Of course, I have to say something about the absolutely brilliant character of Miss Marple, if only because I haven’t had the chance to do so before. Jane Marple is a kind, elderly spinster, who lives in the tiny village of St. Mary Mead. This means that she is completely ordinary and hardly ever noticed. She herself remarks at one point that “anyone asking questions might be seen as inquisitive and suspicious, but an old lady asking questions is nothing but an old lady asking questions.” In fact, she is by no means ordinary and this has everything to do with her exceptional skills of observation. She notices small things, little habits people have, when they break their daily rhythms and she has an incredible knowledge of people in general. Her strength comes from that tiny village she lives in and the ordinary but unique villagers: she compares everyone she comes across to those villagers and through this method she is able to see what other people fail to notice. So, the entire world can be found and known through the lens of that tiny English village. I think that this might be one of the most original characters I have ever had the pleasure of reading about and for the invention of Miss Marple alone, Agatha Christie deserves eternal glory in my opinion.

But Miss Marple is not the only marvellous character in this book, and I have to say that I loved each and every character in At Bertram’s Hotel. Canon Pennyfather is just so incredibly lifelike, a kind but forgetful clergyman that everyone would like to have in their village, so when he gets attacked, I was simply appalled! Bess Sedgewick is another wonderful invention by Christie: a runaway aristocrat who doesn’t understand why she shouldn’t be allowed to do certain things, just because she is a woman and born into the upper class. I couldn’t agree more. Ladislaus Malinowski! When I first heard his name, I couldn’t stop saying his name over and over to myself, because it sounds wonderful and sort of slides off the tongue. And it fits him perfectly: a foreign, mysterious and beautiful man, with his own vintage sportscar with a gun in the glove pocket, who might be too good with women for his own good. Elvira properly scared me, as does the Colonel to some degree I think, because she may be young, but incredibly calculating when it comes to money, men and getting her own way. And, lastly, Lady Selina! She is only a minor character, but the book wouldn’t be the same without her hysterical commentary on some of the hotel guests. This book does exactly what the hotel does to its guests: the characters are so dazzling, that you fail to see the bigger picture, but still, who wouldn’t be dazzled by these people, whether in real life or just on the page?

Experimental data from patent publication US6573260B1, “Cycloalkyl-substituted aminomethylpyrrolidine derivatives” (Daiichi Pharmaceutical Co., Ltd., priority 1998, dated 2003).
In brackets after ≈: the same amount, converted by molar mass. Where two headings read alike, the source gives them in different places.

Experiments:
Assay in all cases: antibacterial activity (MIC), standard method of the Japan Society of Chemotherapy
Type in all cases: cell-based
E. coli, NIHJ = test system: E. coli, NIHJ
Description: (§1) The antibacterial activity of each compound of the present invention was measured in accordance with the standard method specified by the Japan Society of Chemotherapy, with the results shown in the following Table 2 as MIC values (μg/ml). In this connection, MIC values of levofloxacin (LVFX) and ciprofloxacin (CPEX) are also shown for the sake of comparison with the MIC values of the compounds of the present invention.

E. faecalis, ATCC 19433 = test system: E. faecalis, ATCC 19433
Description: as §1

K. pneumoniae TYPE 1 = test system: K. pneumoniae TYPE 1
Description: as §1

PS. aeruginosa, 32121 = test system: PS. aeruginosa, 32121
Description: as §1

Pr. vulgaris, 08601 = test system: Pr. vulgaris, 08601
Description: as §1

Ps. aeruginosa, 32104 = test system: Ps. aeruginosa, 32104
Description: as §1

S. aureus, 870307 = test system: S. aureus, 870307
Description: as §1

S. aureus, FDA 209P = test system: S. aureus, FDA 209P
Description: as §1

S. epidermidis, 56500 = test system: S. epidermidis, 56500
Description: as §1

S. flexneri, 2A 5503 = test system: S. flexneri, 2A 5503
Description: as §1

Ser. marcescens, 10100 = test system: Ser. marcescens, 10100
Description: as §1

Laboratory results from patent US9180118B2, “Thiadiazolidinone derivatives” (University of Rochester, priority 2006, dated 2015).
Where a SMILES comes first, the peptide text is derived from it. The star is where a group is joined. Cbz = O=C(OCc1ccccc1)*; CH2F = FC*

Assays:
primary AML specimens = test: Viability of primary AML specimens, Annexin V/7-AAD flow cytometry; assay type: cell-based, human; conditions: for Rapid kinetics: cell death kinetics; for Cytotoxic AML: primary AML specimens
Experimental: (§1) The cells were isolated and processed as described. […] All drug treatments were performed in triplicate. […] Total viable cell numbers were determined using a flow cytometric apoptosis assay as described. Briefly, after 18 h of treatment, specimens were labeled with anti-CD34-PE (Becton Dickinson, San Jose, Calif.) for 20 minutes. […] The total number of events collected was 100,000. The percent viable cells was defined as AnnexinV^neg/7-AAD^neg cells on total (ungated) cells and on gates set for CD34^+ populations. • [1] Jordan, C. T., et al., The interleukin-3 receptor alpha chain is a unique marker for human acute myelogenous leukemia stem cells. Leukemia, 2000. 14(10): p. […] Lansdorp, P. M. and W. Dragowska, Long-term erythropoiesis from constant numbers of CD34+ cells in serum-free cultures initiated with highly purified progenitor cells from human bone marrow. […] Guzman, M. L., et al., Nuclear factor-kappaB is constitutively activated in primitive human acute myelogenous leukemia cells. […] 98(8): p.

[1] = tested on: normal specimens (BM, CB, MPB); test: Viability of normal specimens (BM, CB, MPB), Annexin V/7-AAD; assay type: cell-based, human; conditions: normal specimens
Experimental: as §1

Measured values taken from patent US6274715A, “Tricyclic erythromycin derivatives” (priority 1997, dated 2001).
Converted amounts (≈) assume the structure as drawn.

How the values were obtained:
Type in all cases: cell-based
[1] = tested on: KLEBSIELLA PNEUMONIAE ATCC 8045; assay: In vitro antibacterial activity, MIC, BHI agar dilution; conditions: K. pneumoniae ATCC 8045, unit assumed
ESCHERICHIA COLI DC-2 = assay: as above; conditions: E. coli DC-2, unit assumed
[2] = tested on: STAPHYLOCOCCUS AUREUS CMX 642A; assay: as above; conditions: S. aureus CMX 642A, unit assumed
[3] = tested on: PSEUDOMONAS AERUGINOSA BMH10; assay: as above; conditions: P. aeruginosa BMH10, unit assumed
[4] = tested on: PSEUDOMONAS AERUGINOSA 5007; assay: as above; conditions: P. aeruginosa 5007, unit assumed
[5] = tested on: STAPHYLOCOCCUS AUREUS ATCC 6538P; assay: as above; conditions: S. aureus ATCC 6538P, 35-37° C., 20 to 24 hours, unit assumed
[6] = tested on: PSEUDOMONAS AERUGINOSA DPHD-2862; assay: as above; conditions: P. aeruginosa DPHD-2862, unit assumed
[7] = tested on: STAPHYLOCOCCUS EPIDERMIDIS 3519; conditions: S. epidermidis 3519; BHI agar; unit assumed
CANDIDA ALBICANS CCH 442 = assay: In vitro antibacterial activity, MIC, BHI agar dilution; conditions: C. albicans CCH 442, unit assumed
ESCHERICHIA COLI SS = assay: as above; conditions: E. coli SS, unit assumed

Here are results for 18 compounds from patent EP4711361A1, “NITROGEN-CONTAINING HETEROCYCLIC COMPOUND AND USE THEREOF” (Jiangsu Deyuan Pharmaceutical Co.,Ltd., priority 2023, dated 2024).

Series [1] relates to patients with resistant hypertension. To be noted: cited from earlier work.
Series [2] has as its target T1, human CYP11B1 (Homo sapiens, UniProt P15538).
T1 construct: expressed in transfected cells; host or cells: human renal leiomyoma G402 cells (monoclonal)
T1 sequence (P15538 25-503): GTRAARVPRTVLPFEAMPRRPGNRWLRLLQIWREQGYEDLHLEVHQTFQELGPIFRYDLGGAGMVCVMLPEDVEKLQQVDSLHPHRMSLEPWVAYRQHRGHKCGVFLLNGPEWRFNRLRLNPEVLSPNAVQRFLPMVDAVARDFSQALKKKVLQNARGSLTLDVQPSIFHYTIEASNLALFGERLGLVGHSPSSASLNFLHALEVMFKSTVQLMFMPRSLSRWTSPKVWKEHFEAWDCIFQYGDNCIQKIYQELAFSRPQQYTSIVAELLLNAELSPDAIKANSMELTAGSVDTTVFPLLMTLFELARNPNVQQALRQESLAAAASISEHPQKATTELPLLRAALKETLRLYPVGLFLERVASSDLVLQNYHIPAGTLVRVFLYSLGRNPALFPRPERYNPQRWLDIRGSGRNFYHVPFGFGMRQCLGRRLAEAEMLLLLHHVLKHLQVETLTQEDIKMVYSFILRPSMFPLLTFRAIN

It’s a shame that hotels like Bertram’s no longer exist. It would be wonderful to stay at a hotel where it seems like nothing has changed for over a hundred years. It would be lovely to have a kind and engaging staff watching over you, to have breakfast in bed and to have tea with proper scones, not just the American teacakes that they call scones. But it would be exceptionally great to find out about the criminal organisation organising everything behind the scenes. If only a hotel like that still existed, I would spend every one of my holidays there. But, a book about it is nice too, I suppose.

American Horror Story: Hotel – Award: Because Agatha Christie manages to outdo them from the grave 

Agatha Christie, At Bertram’s Hotel (London, 1965)


Thura Nightingale 

Published by

Thura Nightingale

2 thoughts on “At Bertram’s Hotel by Agatha Christie”

Leave a Reply

Fill in your details below or click an icon to log in: Logo

You are commenting using your account. Log Out /  Change )

Google photo

You are commenting using your Google account. Log Out /  Change )

Twitter picture

You are commenting using your Twitter account. Log Out /  Change )

Facebook photo

You are commenting using your Facebook account. Log Out /  Change )

Connecting to %s